The Design Process and Learnings
As I said above, this project was 100% inspired by Premier's Chameleon yarn - a bit of a childhood throwback for me.
When I got the yarn home after purchase, I set about to grilling dinner and making a concept swatch (shown).
The general idea here was enough coverage to feel comfortable walking around with only a bralette underneath but enough gaps and laciness to keep cool. I also wanted some texture, hence the puff stitches.
Once the swatch was completed and I was generally happy with the layout of stitches, it came time to do the math. Fun fact: I got it wrong multiple times. I didn't frog, however, I just....faked it. It's fine. Definitely not noticeable.
The issue here was that I'm very used to the math for stitches when working in the flat and the body of the tank is worked in the round. This meant that instead of a multiple of 3+2 as needed for my concept swatch, the actual trellis round (the treble triangles) is simply a multiple of 3. Extra fun here because I realized way way later that I had also been miscounting my first stitch - whee!
After I finally sorted out the math (after finishing the top and making another concept swatch in the round, in case you're wondering), it came time to adjust the sizing. My goal here is to make this pattern as inclusive as possible - for size, gender, and accessibility. That meant sizing had to scale in both directions.
Enter the size range. Much better than a commercial size, the size ranges:
Provide up to 5 inches of positive ease so you can make it fitted or baggy, whichever makes you comfortable
Are gender neutral and based solely on the number of base stitches at the hem
Give a small taper inward from hip to chest - the taper can be ignored (just don't do the decreases), but should flatter most shapes regardless
Have absolutely nothing to do with dress or "regular" clothing sizes
I quite like the concept of stepping away from commercial sizing, especially as it is woefully inconsistent from place to place (shout out to Target where I've purchased an XL and M shirts that are physically the same size). Using size ranges also means there was no need to align to any existing scale and instead allowed me to base the size ranges on a multiple of the stitches required to create the pattern (24, for the curious).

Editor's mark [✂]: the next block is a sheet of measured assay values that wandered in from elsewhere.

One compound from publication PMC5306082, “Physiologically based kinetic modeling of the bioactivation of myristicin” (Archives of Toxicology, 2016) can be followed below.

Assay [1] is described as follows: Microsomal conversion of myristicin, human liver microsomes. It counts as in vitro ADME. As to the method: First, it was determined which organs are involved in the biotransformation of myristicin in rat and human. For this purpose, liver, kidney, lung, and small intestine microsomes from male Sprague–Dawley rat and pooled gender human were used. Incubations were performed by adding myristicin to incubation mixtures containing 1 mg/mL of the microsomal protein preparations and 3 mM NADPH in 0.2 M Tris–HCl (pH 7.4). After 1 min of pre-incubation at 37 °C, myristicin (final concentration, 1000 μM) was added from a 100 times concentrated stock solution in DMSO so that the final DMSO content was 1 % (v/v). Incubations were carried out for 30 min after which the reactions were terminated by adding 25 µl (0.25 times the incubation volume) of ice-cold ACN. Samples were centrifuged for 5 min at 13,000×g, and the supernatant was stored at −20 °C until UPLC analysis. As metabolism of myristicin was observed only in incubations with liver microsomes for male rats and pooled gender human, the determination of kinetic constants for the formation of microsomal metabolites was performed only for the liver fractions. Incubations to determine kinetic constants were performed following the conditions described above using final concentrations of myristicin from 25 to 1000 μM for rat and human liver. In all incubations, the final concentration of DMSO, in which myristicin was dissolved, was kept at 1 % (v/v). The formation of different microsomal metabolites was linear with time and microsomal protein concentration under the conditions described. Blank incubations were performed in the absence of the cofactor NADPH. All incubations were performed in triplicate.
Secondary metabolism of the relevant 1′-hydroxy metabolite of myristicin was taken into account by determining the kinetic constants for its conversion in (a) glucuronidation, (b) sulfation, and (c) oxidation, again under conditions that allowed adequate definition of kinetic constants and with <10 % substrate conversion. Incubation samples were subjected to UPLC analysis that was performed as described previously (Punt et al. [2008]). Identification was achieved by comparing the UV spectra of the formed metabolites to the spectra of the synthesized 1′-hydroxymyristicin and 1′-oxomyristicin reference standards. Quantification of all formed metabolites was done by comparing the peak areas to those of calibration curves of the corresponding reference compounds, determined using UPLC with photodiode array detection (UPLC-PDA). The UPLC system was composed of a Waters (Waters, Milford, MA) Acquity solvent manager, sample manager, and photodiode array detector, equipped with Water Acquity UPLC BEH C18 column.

Writing up the rest of the pattern was a bit of a challenge for some parts of the strap which did not wish to cooperate, but I got it done after a few hours of driving the struggle bus and talking to my calculator (it's a very good listener).
This is the first time I've written a pattern that really needed testing and I have to say I'm very glad I took that step and was able to find a few people to help out. They caught a lot of errors and helped me to understand some communication issues happening in the pattern. Importantly, testing in different sizes also helped to validate my math!
Finally, testing came to a close and I finalized the pattern, making copies and editing into the other 3 versions. This took a few extra hours of time but is worth it to make the pattern accessible. Heads up: the large print version is over 50 pages courtesy of size 22+ fonts, captions, and 1 inch margins.
Reflecting back on this process, it's been a longer road than I anticipated (2 1/2 months!), but I'm proud of this pattern and the thought I put into it's final forms. I hope that anyone reading this who decides to give it a go will find it fun to make and fun to wear.
Thanks for reading, friends!
I hope you enjoy making and wearing this pattern as much as I enjoyed designing it. If you make the top, be sure to share it out on Instagram or Ravelry with the hashtags #craftematics and #summersecrettank!
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See you soon!